Memories of Debbie Friedman

Memories of Debbie Friedman

Little did I know that when I was a Sunday School student in Mt. Zion Temple in St. Paul, Minnesota, in the 1960’s, that this person standing in front of us, teaching us music with her guitar, a young lady not quite three years older than I, was going to take that guitar and transform my world, along with the Jewish world.

Little did I know that, when I came back home in my freshman year of college, and she gave me a cassette of some music she had written and was in the midst of recording (Sing Unto God), that my friend would grow up to be a leader of our movement and a legend in the Jewish community. She gave me this tape so that I could listen to it and transcribe the music for her, since she herself did not read music. I am glad I have kept that tape for the last 40 years, for little did I know that my friend would grow up to be Debbie Friedman.

Little did we youth-groupers know in the chadar ochel (dinning hall) of Union Institute in Oconomowoc, Wisconsin, as she taught us these songs she had just written, like “Sing Unto God,” and prayers she has set to her own music like “Dodi Li” and “Lecha Dodi,” that what she first taught to us would soon be sung in our synagogues and in synagogues throughout the world for the next two generations.

The Jewish world has lost a very precious soul, Deborah Lynn Friedman. There are a handful of us who lost a very special life-long friend.

You can’t really understand Debbie unless you understand the community in which she developed. We were part of the Reform youth movement. Our NFTY region was called NoFTY, the Northern Federation of Temple Youth, spanning Wisconsin, Minnesota, parts of North and South Dakota and Iowa. Inspired and encouraged by the Temple Educator at Mt. Zion, Mike Fefferman, Debbie became a NoFTY song leader and NoFTY became Debbie’s family and musical incubator. She had started to write music while in Israel on Kibbutz, and we NoFTYites were the first ones she taught this music to at our conclaves at Olin-Sang (later Ruby) Union Institute in Oconomowoc, Wisconsin. We were fun, we were funny and irreverent, often crude and downright gross. We cared deeply about Judaism and being Jewish, and above all, we loved to sing. And Debbie was simply one of us.

Yes, there were other truly fine song-leaders at the time along with Debbie, both at Olin-Sang and at the NFTY national Camp Kutz. They taught us the current Israeli songs and songs of the chalutzim. They taught us the love/peace/protest songs of Peter Paul and Mary, Bob Dylan, and Jacques Brel, as well as Hebrew texts set to music by contemporary composers like the hasidically influenced Shlomo Carlebach and a young Michael Isaacson. But what Debbie did was different. It was not just that Debbie put Jewish texts to music that sounded like the music of our generation; she wrote in our language (English) with the music that was already in our hearts. What Debbie did for us – and for the Jewish world at large – was epitomized by her signature song, the title of her first album, “Sing Unto God.” Debbie gave us our Jewish voices , voices which could not only express our connection with God and with each other, but which nurtured those connections in ways that transformed us. We were singing about God and to God – a new song that was our song.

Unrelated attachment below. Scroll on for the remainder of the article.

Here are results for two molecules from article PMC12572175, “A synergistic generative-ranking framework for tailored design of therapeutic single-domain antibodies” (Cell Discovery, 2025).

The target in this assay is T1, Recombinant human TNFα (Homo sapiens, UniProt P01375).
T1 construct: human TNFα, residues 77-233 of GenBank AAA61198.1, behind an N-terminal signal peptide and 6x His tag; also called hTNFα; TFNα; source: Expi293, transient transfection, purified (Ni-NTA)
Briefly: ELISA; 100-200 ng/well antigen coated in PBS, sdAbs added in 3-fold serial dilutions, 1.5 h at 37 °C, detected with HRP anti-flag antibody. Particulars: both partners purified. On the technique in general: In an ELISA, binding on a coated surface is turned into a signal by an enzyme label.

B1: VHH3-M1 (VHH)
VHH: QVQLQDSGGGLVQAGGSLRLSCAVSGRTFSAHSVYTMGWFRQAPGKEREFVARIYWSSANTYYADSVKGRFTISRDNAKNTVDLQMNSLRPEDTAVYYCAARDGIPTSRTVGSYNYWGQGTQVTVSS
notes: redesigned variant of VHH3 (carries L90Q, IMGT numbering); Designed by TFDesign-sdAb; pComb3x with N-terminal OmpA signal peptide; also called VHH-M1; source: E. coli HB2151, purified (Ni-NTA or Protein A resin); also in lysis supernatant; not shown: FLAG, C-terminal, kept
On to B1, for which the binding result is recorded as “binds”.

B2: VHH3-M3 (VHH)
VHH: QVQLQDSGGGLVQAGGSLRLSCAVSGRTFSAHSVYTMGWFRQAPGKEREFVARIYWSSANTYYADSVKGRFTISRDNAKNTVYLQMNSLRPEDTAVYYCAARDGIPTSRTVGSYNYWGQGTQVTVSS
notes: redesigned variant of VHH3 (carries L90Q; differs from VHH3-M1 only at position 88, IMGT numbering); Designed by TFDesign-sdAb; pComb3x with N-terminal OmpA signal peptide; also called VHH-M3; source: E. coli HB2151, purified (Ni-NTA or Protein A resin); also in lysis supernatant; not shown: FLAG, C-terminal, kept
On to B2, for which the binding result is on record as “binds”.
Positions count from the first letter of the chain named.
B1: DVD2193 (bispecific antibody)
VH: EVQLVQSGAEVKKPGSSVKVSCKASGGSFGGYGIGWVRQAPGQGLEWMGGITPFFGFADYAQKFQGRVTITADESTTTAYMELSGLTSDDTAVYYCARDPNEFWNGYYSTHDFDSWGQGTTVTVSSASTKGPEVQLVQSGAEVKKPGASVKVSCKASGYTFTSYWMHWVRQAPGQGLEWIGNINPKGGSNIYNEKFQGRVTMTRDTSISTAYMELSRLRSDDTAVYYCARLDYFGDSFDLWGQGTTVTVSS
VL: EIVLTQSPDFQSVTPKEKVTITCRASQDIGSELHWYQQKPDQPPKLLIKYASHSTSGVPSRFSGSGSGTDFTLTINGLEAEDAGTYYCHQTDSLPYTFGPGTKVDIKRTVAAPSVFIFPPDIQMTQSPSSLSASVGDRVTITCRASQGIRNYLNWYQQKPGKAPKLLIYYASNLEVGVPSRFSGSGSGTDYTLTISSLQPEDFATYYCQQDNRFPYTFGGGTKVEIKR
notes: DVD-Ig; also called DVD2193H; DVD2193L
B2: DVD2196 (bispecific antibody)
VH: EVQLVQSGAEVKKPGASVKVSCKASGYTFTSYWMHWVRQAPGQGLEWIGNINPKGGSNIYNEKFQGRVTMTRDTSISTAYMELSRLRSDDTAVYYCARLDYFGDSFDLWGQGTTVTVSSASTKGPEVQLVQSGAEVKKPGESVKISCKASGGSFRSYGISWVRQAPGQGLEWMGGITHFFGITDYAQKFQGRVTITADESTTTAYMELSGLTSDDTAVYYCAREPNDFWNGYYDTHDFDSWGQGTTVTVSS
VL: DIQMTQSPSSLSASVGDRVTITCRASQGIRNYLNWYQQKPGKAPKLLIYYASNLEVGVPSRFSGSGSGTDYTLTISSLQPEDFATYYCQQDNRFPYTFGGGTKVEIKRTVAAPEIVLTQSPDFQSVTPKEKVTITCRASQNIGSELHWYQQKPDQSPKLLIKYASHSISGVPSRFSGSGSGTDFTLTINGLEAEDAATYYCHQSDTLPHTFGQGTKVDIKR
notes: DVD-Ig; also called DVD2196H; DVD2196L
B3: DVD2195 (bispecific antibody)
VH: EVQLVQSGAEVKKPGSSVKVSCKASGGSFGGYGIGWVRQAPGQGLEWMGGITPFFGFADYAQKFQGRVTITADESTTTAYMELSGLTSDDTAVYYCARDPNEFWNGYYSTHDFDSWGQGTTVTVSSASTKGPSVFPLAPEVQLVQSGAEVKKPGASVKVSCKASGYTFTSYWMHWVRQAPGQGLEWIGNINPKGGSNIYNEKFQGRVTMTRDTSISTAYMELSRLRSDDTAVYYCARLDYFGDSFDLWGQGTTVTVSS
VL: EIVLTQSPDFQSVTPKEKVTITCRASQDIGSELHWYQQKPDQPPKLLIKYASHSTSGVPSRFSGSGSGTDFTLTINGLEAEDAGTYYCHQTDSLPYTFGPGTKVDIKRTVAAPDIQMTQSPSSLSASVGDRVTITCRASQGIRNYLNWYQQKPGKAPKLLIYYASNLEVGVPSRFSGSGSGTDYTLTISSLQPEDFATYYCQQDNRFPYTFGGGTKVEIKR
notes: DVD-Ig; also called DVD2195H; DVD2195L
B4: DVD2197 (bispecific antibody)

Little did we know that when we did a NoFTY Reunion a couple of years ago where Debbie was her usual generous, boisterous, funny and caring self, staying up until past 2 AM singing and laughing, that it would be the last time that many of us would be with her.

Debbie and I kept in touch through the years and when she was performing near me, she brought me up on the stage with my flute and it was like we were back in our youth group days. Some of her new songs I heard for the first time literally while I was on stage with her. She would simply say, “Here is something new – you can figure it out.” Her encouragement and personal affirmation through the years meant a great deal to me and helped me keep faith in myself as a rabbi.

In the days since her passing, many of former NoFTYites have expressed how blessed we were to have had her among us that one last time. Here are but a few of those thoughts:

There is some consolation for me that in November we will sing together in celebration of the joy that is our memory of Debbie. We were all lucky to know her just as Debbie our song leader and for me the most raucous, rude and funny person I ever met, and also a selfless friend and shoulder to cry on. – Judge Linda Portnoy,  Seattle

How amazing for us who NoFTYized with her as our song leader back in Minnesota/NorthDakota/Wisconsin/Iowa youth, now spread out over the continent, to have shared Debbie and her music as a unifying theme through our young adulthood and middle age lives, even sharing her with our kids and probably already (at least for others) grandchildren. Hard to believe, and terribly sad, that Debbie will not grow old with us. – Betsy Platkin Teutsch, Philadelphia.

My own feelings now were best expressed this week by Dr. Jonathan Weinberg of Boston, former NoFTY president (1969-1970): So very sad for all of us and for so many people. I felt special to Debbie, and I’m sure I was, but it was also because she held so many people as special and made people feel special.

Our second NoFTY reunion this coming November (11/11/11) in Oconomowoc will be suffused with her presence as we share our common loss and celebrate the tremendous impact she has on us in our youth and throughout our lives.

Debbie’s song, “Lechi Lach,” includes the words from Torah: “You shall be a blessing.” This I do know: Debbie was and always will be a blessing in my life, in the life of my family, and in the lives of all those whom she touched, encouraged, inspired, healed, enabled to sing unto God. And for this, I will be forever grateful.

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